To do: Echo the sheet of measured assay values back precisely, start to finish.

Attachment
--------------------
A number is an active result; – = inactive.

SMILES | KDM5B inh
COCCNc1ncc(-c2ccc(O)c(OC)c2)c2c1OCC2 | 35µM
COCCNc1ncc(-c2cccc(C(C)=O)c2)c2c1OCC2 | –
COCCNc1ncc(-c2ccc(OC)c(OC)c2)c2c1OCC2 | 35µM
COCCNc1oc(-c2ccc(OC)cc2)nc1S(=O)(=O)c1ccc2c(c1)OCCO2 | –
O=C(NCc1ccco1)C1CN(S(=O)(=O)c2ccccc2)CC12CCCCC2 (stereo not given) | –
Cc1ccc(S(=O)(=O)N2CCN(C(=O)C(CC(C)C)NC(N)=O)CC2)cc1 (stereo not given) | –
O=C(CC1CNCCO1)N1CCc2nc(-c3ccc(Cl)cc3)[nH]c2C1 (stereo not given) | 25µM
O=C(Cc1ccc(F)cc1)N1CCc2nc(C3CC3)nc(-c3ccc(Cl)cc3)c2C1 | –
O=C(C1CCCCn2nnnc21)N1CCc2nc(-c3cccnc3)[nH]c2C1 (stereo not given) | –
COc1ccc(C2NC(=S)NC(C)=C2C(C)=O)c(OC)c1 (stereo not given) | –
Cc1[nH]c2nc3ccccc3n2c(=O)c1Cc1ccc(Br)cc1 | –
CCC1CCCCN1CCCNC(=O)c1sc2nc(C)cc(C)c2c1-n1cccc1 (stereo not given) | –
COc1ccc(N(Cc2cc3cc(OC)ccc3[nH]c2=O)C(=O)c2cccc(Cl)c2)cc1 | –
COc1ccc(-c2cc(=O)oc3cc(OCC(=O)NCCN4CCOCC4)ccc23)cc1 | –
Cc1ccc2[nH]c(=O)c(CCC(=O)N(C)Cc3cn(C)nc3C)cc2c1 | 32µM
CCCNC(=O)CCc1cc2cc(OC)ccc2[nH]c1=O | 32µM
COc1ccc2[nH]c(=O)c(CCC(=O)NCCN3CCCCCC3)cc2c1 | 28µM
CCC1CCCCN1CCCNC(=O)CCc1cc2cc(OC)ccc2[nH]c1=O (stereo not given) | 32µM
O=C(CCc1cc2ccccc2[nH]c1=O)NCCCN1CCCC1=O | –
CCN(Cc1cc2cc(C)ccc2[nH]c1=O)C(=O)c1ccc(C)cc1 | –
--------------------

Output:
A number is an active result; – = inactive.

SMILES | KDM5B inh
COCCNc1ncc(-c2ccc(O)c(OC)c2)c2c1OCC2 | 35µM
COCCNc1ncc(-c2cccc(C(C)=O)c2)c2c1OCC2 | –
COCCNc1ncc(-c2ccc(OC)c(OC)c2)c2c1OCC2 | 35µM
COCCNc1oc(-c2ccc(OC)cc2)nc1S(=O)(=O)c1ccc2c(c1)OCCO2 | –
O=C(NCc1ccco1)C1CN(S(=O)(=O)c2ccccc2)CC12CCCCC2 (stereo not given) | –
Cc1ccc(S(=O)(=O)N2CCN(C(=O)C(CC(C)C)NC(N)=O)CC2)cc1 (stereo not given) | –
O=C(CC1CNCCO1)N1CCc2nc(-c3ccc(Cl)cc3)[nH]c2C1 (stereo not given) | 25µM
O=C(Cc1ccc(F)cc1)N1CCc2nc(C3CC3)nc(-c3ccc(Cl)cc3)c2C1 | –
O=C(C1CCCCn2nnnc21)N1CCc2nc(-c3cccnc3)[nH]c2C1 (stereo not given) | –
COc1ccc(C2NC(=S)NC(C)=C2C(C)=O)c(OC)c1 (stereo not given) | –
Cc1[nH]c2nc3ccccc3n2c(=O)c1Cc1ccc(Br)cc1 | –
CCC1CCCCN1CCCNC(=O)c1sc2nc(C)cc(C)c2c1-n1cccc1 (stereo not given) | –
COc1ccc(N(Cc2cc3cc(OC)ccc3[nH]c2=O)C(=O)c2cccc(Cl)c2)cc1 | –
COc1ccc(-c2cc(=O)oc3cc(OCC(=O)NCCN4CCOCC4)ccc23)cc1 | –
Cc1ccc2[nH]c(=O)c(CCC(=O)N(C)Cc3cn(C)nc3C)cc2c1 | 32µM
CCCNC(=O)CCc1cc2cc(OC)ccc2[nH]c1=O | 32µM
COc1ccc2[nH]c(=O)c(CCC(=O)NCCN3CCCCCC3)cc2c1 | 28µM
CCC1CCCCN1CCCNC(=O)CCc1cc2cc(OC)ccc2[nH]c1=O (stereo not given) | 32µM
O=C(CCc1cc2ccccc2[nH]c1=O)NCCCN1CCCC1=O | –
CCN(Cc1cc2cc(C)ccc2[nH]c1=O)C(=O)c1ccc(C)cc1 | –